First I want to show you the front hooked part of the pillow. This was a FUN and FAST project which was started in Betsy Reed's class this past November. For those just joining me the design measures 20 x 20 (I also offer a 25 x 25 version for those who like larger). I call it Hearts and Swags and it is an antique adaptation.
This was a hand torn project and the strip widths were between 1/2" to 1" and on occasion I used a leftover in #8.5 or whatever was available if the color was right. I LOVE how the really wide strips curl. A photo without a flash.
And photo with a flash.
Those who have been reading my blog for a while know I'm avid about securing the raw edges of backing to prevent any chance of raveling. So I did the normal two rows of straight stitching, one row of zig zag, trimmed and THEN did a serged edge. Even tho this will be made into a pillow and the edge tucked inside it still needs to be properly finished, IMHO.
I wanted to have the pillow back done in the 'patchwork' style that Betsy showed us in class. Here are two hooked Hearts she did which shows that style.
And here is Betsy demonstrating how to do a pillow. She has turned under her hooked linen backing down and has stay stitched it in place. She didn't have a sewing machine in class so there are raw edges. Betsy is using a quilting product known as Warm and Natural to baste her wool patches onto, pinning them along the way. Notice that the Warm and Natural is cut smaller than the size of the pillow, which I also did (as you will see).
Betsy then shows how she turns under the edges of the wool and that part will be hand stitched down using a sturdy button hole thread or other sturdy thread and securing close to the last row of hooked loops.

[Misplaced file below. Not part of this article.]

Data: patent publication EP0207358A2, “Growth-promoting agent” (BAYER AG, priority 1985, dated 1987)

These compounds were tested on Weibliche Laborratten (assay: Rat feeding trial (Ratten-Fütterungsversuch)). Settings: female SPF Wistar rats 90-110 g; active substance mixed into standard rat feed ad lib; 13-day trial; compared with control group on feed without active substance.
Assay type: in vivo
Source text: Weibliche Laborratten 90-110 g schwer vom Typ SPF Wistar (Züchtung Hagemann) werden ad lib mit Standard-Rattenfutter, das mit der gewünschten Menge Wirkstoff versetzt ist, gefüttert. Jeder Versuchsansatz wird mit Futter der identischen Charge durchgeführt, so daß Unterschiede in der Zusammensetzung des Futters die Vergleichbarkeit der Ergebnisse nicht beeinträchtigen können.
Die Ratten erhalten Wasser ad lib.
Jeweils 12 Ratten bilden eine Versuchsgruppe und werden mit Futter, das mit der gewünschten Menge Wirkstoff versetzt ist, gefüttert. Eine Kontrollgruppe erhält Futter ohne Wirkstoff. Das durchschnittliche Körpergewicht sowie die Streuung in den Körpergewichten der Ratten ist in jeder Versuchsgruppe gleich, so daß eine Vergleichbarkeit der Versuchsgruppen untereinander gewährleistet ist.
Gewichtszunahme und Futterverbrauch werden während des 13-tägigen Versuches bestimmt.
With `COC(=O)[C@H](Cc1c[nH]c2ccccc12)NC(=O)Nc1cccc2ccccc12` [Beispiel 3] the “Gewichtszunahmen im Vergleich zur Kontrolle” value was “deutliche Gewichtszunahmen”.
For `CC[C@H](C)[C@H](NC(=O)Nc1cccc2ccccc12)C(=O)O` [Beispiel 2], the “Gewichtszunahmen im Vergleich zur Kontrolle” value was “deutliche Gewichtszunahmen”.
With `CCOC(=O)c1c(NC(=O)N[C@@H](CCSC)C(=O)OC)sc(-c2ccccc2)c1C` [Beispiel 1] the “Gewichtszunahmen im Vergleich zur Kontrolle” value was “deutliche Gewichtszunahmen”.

But I wanted to take it a step further. While I did have some Warm and Natural instead I used a piece of fabric (not wool) and cut it just inside the dimensions of the design (as did Betsy). I wanted my pillow to slide in a little easier than perhaps the Warm and Natural would have allowed.
Next I started choosing wool. Hey, I've kept wool that ended up being too thick to hook with but is perfect for purse backs and now this pillow back. So those were the wools I sought out. Don't throw anything away as it will be used for something one day. I am pinning the wool to the plaid fabric and plan to completely make the pillow back before attaching.
There were a couple different designs I had in mind. One had a donut shape in the center of the back similar to the one on the front. And thought of doing a wool swag on a corner but it all seemed to 'fussy' so just went simple.
Oh yuck! This picture is a flash and the colors are NOT like the one above; notice the plaid to the top right (above)? That is really what the plaid to the top left looks like ~ but not in this picture below with the flash. Anyway, I stitched all the pieces of wool directly onto the plaid piece of fabric. THEN, did the primitive stitch over that. Oops, guess you can see that I steamed the pillow back after stitching because I can still see the impression of the iron. Oh well, this is a pillow for me and doesn't show up except in this flash photo.
What I've done now is put right sides together and pinned all the way around the hooked front. I've straight pins where I will be hand stitching and THEN machine stitching over that. Unlike Betsy's demonstration I wanted to do the two series of stitching all the way around; one by hand and one by machine. Not that my way is better, I'm sure her way does the very same thing and works as well. And.... in case you are wondering, yes, guess you could call me anal?
At the bottom you will see safety pins. That is to remind me to NOT stitch there because that is where I will turn the pillow inside out. And that portion will be the only part which is just hand stitched down.
Since I've not pulled a loop on Santa and Deer all day think I'll do that this evening. But stay tuned to see how this project turns out.